Although initially constitutionally elected in 1922, Mussolini tightened his grip on power, firstly by altering legistlation, then by banning other political parties and finally by establishing a one party dictatorship under his sole control. By 1925 he was the supreme leader, 'Il Duce'.
Over the next 10 years, Mussolini turned his attention to foreign policy, with an ambition to establish a new Roman Empire. By 1940, this empire included: Eritrea, Somalia, Ethiopia, Libya, Albania, Dodecanese Islands, Majorca, Croatia, Montenegro and Tunisia. Italy's invasion of Ethiopia caused a great deal of opposition in Europe, particularly due to the brutal tactics employed. It is estimated that Mussolini's forces killed around 7% of the total population. International sanctions imposed on Italy as a result led the forming of an alliance with Nazi Germany. Mussolini's support for Franco's Nationalists in the Spanish Civil War further distanced Italy from Britain and France.
In May 1939, the 'Pact of Steel' was signed, binding Fascist Italy and Nazi Germany in a full military alliance. Following Britain's declaration of war with Germany, Italy declared war on Britain and France on 10th June 1940. Despite some initial successes in Greece, the Balkans and North Africa, the situation soon began to deteriorate.
In July 1943, after a series of military defeats, constant bombing raids across the country and little or no supplies left, Mussolini was forced to summon the Grand Council of Fascism to discuss the worsening situation. Dino Grandi, Mussolini's old ally, now a senior council member, tabled a motion proposing that King Victor Emmanuel III resume all his constitutional powers. The motion was passed by 19 votes to 8. The following day, the King effectively sacked Mussolini and replaced him with Marshal Pietro Badoglio. Mussolini was arrested as he left the building. He was taken to Campo Imperatore, a remote mountain retreat in the Grand Sasso mountain range in Abruzzo.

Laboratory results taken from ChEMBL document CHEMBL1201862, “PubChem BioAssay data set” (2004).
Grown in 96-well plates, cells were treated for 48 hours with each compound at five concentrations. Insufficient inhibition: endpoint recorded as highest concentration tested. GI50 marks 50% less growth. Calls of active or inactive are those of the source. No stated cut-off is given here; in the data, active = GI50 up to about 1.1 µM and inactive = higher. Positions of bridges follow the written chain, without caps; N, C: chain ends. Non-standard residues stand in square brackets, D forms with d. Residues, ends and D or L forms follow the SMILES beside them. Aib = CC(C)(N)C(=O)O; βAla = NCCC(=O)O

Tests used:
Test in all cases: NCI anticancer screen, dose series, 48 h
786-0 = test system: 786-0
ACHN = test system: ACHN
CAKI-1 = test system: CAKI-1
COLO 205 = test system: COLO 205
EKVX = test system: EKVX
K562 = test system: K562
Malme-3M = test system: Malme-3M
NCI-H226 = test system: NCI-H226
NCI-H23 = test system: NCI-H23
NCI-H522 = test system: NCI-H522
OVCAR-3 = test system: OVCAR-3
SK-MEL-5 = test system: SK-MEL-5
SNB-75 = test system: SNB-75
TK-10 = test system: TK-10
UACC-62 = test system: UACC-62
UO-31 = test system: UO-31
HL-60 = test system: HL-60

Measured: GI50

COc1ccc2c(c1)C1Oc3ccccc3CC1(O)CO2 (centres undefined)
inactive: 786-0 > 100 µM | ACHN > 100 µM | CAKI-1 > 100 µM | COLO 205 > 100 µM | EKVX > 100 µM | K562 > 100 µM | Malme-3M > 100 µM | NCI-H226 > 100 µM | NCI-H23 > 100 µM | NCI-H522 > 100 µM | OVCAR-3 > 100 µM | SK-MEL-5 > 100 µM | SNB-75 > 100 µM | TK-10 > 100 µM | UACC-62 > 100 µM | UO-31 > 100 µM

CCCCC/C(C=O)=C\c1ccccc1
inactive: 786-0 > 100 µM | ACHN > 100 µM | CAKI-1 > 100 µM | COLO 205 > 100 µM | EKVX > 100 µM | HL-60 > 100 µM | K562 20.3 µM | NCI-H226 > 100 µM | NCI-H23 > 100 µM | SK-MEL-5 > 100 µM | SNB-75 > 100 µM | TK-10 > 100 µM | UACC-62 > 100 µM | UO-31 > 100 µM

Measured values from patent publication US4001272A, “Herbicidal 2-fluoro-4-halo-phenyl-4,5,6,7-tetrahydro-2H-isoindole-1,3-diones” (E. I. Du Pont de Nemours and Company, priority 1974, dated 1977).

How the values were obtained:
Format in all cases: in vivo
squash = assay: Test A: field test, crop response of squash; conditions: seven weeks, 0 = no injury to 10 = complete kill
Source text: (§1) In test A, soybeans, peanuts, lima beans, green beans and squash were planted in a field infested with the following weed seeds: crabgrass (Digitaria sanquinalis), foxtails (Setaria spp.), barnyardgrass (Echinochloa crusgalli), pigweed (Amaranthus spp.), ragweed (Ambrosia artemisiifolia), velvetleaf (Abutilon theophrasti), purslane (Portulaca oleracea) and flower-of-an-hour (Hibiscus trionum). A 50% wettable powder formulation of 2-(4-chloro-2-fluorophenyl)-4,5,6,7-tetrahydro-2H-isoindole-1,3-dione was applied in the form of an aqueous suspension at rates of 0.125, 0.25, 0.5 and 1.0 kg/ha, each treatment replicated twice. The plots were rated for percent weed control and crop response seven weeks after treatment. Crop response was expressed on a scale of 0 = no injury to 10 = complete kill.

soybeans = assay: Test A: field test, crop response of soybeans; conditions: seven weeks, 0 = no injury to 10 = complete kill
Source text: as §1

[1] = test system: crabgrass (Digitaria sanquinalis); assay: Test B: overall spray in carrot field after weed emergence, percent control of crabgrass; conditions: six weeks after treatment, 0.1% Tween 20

In September, the new Italian Government signed an armistice deal with the Allies throwing much of the country into choas and civil war. A week later, in a daring commando raid, the Germans rescued Mussolini, intending to arrest the King, Badoglio and the rest of the Italian government, and restore Mussolini to power.
But the King and his new government left Rome, the German army started occupying Italy as a hostile country and Italy finally declared war on Germany in October. Meanwhile, with Hitler's backing, Mussolini established a new regime, The 'Italian Social Republic' with his headquarters on Lake Garda, from where he orchestrated a series of executions of high profile fascists he held responsible for his downfall. He stayed in Garda for two years, effectively as a puppet of the Germans. In an interview at this time, he did not conceal his true feelings: "Seven years ago, I was an interesting person. Now, I am little more than a corpse."
His words were prophetic. On 27th April 1945, as Mussolini, his mistress Clara Petacci, and the rest of his entourage were heading for Switzerland with the intention of escaping to Spain, they were spotted by communist partisans and shot. Their bodies were taken to Milan where they were abused and ridiculed before being hung upside down on meat hooks from the roof of a petrol station, the site of an earlier execution of partisans.
In a bizarre final twist, Mussolini's body was removed from its unmarked grave by supporters who kept it hidden for several months before it was finally found near Milan. Eventually, he was buried in a crypt in his birthplace, Predappio in Romagna.